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Choose your weapon.

05 April 201501:52PMlife

I cycled to work today. And just like every other time I get on my bike these days, I remember how much I enjoy it. And by extension, how big the gap is between enjoying something and merely not minding something - in this case, driving.

This isn't exactly a new development. I biked to uni pretty much every day. And to high school every day before that. And before that, a couple of years of primary school too. But cars have this really insidious way of inserting themselves into your life. Because they're just very slightly better than bikes in a lot of ways. They're faster, and they have a larger carrying capacity, and you can arrive somewhere without being slightly red-faced.

But fuel is crazy expensive. And traffic is a nightmare, especially on weekdays, and especially near my place.

(Hey - here's an idea. Instead of issuing school kids with iPads, give them Raspberry Pis instead, and use the money you've saved to also give them all a free bike. Then we can usher in the all-cycling, all-programming high-school master race, and remove approximately a billion cars from the roads in the mornings at the same time.)

Which is why I'd usually take the train. But Sundays the first train in to the city doesn't come past until after I need to be at work - probably because the trains have to actually get out to Freo first. And it ends up being a choice between a 30-minute cycle and a 20-minute drive.

I read this Wired article the other day about a key rack that essentially has a bit of a tantrum and throws your bike key on the ground every time you take your car somewhere. And while the guy has some interesting ideas about harnessing the power of annoyance to drive change, I think it's a lot simpler than that. I reckon it's as simple as actually presenting yourself with that choice in the first place. I have exactly one data point to go on with this, but for the few months that I had both keys on my keyring, I barely rode my bike at all. As soon as I split them off and made that decision a little more conscious, I actually found myself taking my bike places. Granted, it helped that I actually cleaned the thing up and brought it back around to my place from my mum's garage, but I maintain that that wouldn't have happened without that constant cascade of tiny decisions.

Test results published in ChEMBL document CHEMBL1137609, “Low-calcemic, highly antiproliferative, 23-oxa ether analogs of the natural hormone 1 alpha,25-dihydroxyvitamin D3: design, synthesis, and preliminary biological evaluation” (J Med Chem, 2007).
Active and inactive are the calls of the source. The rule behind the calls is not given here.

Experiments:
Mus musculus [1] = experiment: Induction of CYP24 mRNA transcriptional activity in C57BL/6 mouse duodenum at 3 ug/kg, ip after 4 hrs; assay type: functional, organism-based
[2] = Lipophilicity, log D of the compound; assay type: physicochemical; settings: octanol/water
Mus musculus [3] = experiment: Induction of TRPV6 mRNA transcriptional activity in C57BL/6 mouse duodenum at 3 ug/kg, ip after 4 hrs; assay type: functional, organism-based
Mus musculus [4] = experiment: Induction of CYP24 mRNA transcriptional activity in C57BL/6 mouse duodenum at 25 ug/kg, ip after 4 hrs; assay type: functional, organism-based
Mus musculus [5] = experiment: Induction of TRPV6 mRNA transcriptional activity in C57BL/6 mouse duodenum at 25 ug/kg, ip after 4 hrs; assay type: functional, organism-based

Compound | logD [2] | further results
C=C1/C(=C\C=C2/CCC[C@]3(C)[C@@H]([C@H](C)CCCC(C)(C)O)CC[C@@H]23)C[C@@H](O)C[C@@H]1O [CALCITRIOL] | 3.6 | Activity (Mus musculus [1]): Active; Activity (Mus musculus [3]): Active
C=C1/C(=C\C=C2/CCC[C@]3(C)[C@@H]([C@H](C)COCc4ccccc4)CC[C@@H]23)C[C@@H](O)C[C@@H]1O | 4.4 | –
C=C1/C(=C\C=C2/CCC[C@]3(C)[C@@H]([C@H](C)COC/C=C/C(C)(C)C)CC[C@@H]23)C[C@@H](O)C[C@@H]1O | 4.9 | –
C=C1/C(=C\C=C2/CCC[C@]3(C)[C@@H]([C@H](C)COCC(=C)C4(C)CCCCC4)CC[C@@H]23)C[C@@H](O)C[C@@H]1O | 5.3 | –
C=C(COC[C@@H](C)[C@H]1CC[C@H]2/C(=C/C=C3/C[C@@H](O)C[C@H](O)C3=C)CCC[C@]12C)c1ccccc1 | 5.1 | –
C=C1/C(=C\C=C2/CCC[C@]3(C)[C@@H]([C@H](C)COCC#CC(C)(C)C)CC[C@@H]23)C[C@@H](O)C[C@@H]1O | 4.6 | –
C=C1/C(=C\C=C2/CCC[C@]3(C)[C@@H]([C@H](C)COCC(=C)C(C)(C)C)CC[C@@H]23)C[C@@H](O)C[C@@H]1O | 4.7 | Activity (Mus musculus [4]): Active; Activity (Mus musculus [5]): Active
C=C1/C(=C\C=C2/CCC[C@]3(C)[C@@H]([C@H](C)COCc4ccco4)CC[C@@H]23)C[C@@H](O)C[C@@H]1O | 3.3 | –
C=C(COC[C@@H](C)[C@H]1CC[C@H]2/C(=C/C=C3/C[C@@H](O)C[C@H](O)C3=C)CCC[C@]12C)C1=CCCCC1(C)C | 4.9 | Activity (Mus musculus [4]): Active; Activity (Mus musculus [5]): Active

I was just using a hook for this, but it got a bit cluttered. I re-purposed the back side of a name tag from a job I got unceremoniously fired from by text message (not my fault - they lost their contract). So now I have two nifty little magnets to stick my keys to. And maybe it's just that I want to play with my new magnetic toy, but actually kinda I'm finding I look forward to that choice a little more every morning.

it's dangerous to go alone. take one of these.

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